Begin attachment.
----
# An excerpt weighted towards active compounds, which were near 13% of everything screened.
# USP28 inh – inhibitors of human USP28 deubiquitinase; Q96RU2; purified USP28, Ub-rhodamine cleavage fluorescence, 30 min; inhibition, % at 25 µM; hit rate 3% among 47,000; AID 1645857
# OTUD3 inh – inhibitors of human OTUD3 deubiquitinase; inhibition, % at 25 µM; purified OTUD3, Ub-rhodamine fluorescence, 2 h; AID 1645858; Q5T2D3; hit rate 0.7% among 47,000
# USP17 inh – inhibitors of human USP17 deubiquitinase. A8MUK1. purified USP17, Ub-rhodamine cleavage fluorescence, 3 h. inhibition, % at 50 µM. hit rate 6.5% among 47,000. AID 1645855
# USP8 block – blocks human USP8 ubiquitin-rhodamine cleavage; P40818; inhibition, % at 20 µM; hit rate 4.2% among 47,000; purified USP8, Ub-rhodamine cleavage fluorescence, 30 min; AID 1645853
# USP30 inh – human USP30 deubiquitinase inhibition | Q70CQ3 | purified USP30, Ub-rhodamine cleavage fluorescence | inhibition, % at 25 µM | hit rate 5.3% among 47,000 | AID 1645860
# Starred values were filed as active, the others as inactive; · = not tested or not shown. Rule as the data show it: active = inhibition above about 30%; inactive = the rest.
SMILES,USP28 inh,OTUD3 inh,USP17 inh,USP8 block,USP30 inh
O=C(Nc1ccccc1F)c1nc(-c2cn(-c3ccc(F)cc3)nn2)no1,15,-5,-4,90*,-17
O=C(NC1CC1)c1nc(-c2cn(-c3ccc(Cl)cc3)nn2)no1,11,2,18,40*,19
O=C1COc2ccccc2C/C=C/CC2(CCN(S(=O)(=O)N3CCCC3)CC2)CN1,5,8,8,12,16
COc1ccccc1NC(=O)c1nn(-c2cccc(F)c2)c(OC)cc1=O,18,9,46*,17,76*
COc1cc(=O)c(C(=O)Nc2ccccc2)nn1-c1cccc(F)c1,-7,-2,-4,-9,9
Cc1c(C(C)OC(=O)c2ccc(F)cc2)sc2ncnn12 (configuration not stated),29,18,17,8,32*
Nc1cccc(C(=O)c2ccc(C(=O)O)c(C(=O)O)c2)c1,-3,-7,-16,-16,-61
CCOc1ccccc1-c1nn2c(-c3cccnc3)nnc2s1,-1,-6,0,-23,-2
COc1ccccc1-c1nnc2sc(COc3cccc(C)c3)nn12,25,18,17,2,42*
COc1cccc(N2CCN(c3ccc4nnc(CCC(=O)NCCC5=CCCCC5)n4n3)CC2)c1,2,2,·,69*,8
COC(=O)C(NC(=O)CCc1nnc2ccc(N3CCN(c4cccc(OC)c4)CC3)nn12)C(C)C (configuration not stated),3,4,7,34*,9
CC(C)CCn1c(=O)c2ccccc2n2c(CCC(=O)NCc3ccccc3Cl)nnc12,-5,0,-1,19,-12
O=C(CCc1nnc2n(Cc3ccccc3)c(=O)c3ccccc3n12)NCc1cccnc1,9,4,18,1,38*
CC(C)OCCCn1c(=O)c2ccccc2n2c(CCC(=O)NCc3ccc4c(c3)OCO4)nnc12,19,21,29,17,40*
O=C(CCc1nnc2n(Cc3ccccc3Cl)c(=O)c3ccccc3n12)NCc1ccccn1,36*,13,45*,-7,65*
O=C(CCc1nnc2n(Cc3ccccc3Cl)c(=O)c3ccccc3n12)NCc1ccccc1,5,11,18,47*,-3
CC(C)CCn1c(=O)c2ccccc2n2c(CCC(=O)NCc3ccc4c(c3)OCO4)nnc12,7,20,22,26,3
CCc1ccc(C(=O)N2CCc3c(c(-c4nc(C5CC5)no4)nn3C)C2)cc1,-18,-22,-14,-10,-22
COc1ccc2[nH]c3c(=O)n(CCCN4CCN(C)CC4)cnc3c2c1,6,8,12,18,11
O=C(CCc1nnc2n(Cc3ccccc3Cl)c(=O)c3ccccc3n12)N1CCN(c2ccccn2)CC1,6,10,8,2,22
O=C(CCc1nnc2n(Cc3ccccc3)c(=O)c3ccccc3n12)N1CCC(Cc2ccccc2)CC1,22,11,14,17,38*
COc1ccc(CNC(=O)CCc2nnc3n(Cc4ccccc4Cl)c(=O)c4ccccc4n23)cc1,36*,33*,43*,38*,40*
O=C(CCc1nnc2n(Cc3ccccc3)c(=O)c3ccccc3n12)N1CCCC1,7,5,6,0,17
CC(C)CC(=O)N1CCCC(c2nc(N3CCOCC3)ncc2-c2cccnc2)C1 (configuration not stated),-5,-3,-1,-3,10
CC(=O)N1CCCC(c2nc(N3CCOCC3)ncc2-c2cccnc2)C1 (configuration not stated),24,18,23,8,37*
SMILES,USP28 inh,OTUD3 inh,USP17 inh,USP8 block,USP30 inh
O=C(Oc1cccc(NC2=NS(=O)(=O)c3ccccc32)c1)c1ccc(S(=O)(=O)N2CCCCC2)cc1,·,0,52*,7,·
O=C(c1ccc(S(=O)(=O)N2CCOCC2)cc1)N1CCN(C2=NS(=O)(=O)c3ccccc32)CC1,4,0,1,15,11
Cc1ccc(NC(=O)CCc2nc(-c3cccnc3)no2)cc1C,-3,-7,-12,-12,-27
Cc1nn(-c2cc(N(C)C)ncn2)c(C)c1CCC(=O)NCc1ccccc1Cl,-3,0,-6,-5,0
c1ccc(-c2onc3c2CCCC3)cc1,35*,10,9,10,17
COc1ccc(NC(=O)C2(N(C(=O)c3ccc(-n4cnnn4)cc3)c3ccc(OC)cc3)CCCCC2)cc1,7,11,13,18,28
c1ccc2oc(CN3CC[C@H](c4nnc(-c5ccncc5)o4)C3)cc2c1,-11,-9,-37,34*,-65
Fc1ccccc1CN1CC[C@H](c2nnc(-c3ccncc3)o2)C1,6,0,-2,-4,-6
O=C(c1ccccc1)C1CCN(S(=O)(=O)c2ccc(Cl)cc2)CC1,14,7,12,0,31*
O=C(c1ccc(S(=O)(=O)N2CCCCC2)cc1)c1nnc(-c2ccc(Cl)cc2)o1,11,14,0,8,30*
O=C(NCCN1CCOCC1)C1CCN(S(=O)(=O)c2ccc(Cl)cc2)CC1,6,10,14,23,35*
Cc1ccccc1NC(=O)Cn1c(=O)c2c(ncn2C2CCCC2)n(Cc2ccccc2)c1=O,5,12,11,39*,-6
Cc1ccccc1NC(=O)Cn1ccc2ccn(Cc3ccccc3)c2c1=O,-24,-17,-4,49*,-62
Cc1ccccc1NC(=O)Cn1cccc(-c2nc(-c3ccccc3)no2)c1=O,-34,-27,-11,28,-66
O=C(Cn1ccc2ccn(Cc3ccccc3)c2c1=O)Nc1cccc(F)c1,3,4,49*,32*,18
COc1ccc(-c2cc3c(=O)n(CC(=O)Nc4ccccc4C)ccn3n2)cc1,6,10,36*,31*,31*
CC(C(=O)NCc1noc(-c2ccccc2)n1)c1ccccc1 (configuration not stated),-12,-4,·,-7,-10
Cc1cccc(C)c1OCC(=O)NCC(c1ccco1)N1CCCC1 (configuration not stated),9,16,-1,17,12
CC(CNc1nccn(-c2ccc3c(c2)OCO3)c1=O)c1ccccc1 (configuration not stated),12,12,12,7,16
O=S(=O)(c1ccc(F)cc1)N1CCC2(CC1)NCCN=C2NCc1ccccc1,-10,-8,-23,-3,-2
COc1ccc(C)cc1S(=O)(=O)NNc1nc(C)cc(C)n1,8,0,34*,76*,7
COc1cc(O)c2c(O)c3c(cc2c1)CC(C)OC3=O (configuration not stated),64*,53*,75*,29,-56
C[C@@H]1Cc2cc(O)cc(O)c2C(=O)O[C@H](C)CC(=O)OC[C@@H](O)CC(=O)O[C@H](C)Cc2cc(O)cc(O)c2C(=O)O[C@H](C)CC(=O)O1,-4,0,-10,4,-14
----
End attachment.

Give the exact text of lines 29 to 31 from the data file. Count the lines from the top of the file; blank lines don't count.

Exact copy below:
O=C(CCc1nnc2n(Cc3ccccc3)c(=O)c3ccccc3n12)N1CCC(Cc2ccccc2)CC1,22,11,14,17,38*
COc1ccc(CNC(=O)CCc2nnc3n(Cc4ccccc4Cl)c(=O)c4ccccc4n23)cc1,36*,33*,43*,38*,40*
O=C(CCc1nnc2n(Cc3ccccc3)c(=O)c3ccccc3n12)N1CCCC1,7,5,6,0,17